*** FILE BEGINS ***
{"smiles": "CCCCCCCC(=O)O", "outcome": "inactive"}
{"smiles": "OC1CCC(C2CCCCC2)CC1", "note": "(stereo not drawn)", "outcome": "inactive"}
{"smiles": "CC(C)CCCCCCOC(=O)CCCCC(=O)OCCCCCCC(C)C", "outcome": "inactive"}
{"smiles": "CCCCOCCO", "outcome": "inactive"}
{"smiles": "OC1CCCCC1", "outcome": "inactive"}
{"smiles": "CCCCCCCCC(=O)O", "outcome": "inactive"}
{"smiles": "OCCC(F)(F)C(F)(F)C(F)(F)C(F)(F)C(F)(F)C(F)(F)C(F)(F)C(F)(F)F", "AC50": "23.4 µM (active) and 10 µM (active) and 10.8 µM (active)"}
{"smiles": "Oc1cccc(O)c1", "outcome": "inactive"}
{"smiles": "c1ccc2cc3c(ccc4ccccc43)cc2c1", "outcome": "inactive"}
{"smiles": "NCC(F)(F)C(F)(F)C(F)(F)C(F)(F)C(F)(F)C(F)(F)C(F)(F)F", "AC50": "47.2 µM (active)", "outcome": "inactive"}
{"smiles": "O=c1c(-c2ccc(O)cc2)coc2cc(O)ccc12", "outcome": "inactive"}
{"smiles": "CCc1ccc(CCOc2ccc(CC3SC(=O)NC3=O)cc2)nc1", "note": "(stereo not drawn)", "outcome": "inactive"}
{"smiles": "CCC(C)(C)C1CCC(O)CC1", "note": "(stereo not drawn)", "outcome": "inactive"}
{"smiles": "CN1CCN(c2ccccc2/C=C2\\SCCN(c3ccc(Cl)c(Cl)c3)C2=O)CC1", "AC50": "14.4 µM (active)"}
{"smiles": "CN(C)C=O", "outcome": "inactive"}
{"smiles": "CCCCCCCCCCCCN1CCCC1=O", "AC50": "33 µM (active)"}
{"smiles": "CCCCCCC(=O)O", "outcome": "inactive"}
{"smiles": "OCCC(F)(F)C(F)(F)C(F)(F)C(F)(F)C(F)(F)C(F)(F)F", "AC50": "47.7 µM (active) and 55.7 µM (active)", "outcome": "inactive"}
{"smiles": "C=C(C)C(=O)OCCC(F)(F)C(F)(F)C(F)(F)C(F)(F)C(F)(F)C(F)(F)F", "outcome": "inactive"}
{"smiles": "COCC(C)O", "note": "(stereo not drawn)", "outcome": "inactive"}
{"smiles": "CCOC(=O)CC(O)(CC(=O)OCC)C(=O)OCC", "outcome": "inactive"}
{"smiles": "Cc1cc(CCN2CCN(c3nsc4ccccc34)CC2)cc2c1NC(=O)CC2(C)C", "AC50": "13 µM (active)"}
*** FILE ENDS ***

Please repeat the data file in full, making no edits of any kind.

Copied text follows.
{"smiles": "CCCCCCCC(=O)O", "outcome": "inactive"}
{"smiles": "OC1CCC(C2CCCCC2)CC1", "note": "(stereo not drawn)", "outcome": "inactive"}
{"smiles": "CC(C)CCCCCCOC(=O)CCCCC(=O)OCCCCCCC(C)C", "outcome": "inactive"}
{"smiles": "CCCCOCCO", "outcome": "inactive"}
{"smiles": "OC1CCCCC1", "outcome": "inactive"}
{"smiles": "CCCCCCCCC(=O)O", "outcome": "inactive"}
{"smiles": "OCCC(F)(F)C(F)(F)C(F)(F)C(F)(F)C(F)(F)C(F)(F)C(F)(F)C(F)(F)F", "AC50": "23.4 µM (active) and 10 µM (active) and 10.8 µM (active)"}
{"smiles": "Oc1cccc(O)c1", "outcome": "inactive"}
{"smiles": "c1ccc2cc3c(ccc4ccccc43)cc2c1", "outcome": "inactive"}
{"smiles": "NCC(F)(F)C(F)(F)C(F)(F)C(F)(F)C(F)(F)C(F)(F)C(F)(F)F", "AC50": "47.2 µM (active)", "outcome": "inactive"}
{"smiles": "O=c1c(-c2ccc(O)cc2)coc2cc(O)ccc12", "outcome": "inactive"}
{"smiles": "CCc1ccc(CCOc2ccc(CC3SC(=O)NC3=O)cc2)nc1", "note": "(stereo not drawn)", "outcome": "inactive"}
{"smiles": "CCC(C)(C)C1CCC(O)CC1", "note": "(stereo not drawn)", "outcome": "inactive"}
{"smiles": "CN1CCN(c2ccccc2/C=C2\\SCCN(c3ccc(Cl)c(Cl)c3)C2=O)CC1", "AC50": "14.4 µM (active)"}
{"smiles": "CN(C)C=O", "outcome": "inactive"}
{"smiles": "CCCCCCCCCCCCN1CCCC1=O", "AC50": "33 µM (active)"}
{"smiles": "CCCCCCC(=O)O", "outcome": "inactive"}
{"smiles": "OCCC(F)(F)C(F)(F)C(F)(F)C(F)(F)C(F)(F)C(F)(F)F", "AC50": "47.7 µM (active) and 55.7 µM (active)", "outcome": "inactive"}
{"smiles": "C=C(C)C(=O)OCCC(F)(F)C(F)(F)C(F)(F)C(F)(F)C(F)(F)C(F)(F)F", "outcome": "inactive"}
{"smiles": "COCC(C)O", "note": "(stereo not drawn)", "outcome": "inactive"}
{"smiles": "CCOC(=O)CC(O)(CC(=O)OCC)C(=O)OCC", "outcome": "inactive"}
{"smiles": "Cc1cc(CCN2CCN(c3nsc4ccccc34)CC2)cc2c1NC(=O)CC2(C)C", "AC50": "13 µM (active)"}